The Politics of Tobacco in the USA

Marlboro Man

Joe Camel

Politics have a great influence in the tobacco industry and vice versa. President Clinton declared war on the tobacco industry on August 22, 1996 when he administered new regulations from the Food and Drug Administration for limiting tobacco advertising, sales and access aimed at minors. The restrictions were designed to stop the industry advertising of tobacco as sexy and fun. This law removed Joe Camel and Marlborough Man and required all billboards to be black and white, text only and to not be placed within 1000 feet of schools (28). But not only is advertising affected by the tobacco industry, also are stocks.
    In the recent presidential election, when the Supreme Court ruled to allow the hand-tallied presidential ballots to be included in the state's election count, which would be positive for Al Gore:
  • Philip Morris Co.'s shares dropped 8.5% and other tobacco stocks followed (37).
  • The Nasdaq composite index fell 116.11 to 2,755.34.
  • The Dow Jones industrial average fell 95.18 to close at 10,399.32 (6).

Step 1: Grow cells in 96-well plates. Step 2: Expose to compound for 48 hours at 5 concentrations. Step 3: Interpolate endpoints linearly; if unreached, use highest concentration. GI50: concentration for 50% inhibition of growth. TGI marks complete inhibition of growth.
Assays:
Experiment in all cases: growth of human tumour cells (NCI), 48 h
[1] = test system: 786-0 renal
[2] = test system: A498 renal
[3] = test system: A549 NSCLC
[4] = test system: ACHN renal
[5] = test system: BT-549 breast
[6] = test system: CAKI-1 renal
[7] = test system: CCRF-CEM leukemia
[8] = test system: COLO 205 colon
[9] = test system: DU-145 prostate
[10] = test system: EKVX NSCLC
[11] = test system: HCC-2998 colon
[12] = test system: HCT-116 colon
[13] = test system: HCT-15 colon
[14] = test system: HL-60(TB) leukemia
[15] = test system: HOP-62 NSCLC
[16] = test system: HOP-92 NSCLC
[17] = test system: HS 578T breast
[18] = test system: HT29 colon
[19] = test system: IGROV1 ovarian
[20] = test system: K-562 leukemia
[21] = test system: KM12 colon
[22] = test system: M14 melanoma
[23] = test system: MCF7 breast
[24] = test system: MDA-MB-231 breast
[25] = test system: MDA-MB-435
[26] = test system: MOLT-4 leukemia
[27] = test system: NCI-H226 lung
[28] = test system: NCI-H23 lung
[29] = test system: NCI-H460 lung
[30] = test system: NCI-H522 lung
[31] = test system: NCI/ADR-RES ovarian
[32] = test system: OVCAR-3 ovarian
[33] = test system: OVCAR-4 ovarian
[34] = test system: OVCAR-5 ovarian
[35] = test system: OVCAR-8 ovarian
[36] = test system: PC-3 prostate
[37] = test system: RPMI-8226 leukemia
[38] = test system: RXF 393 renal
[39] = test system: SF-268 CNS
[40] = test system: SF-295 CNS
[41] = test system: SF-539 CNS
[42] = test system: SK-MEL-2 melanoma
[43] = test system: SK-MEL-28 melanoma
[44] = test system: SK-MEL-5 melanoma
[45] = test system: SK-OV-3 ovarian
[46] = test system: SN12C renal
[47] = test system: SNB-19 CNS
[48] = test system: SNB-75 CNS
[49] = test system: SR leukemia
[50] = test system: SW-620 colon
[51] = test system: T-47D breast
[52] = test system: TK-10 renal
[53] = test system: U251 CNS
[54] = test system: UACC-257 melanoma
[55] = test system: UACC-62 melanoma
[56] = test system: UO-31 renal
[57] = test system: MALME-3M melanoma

The lawsuits, however, affect the tobacco industries greatly. Jeff Wigand testified December 11, 2000 that Brown & Williamson Tobacco Corp. systematically altered and destroyed internal memos that would have confirmed the risks of smoking. This case would aid sick asbestos workers and their families for the corporation hiding and distorting findings that asbestos workers who smoked were five times as likely to get lung disease than the average smoker (16).

The many class-action lawsuits against tobacco companies have given billions to people and states. Many states allocate the money to medical programs or smoking prevention and cessation programs, for example:

    Michigan
  • $18 million of the $279 million will fund state long-term-care programs including a $5 million respite care program.

Some Southern states provided money to tobacco growers and communities whose economies depend on tobacco.

    North Carolina
  • Gave over 50% of its $149.5 million payment in 2000 to support tobacco farmers, displaced workers and tobacco-dependent communities.
  • Only 25% went to a healthcare trust fund (12).
Jeff Wigand
Jeff Wigand
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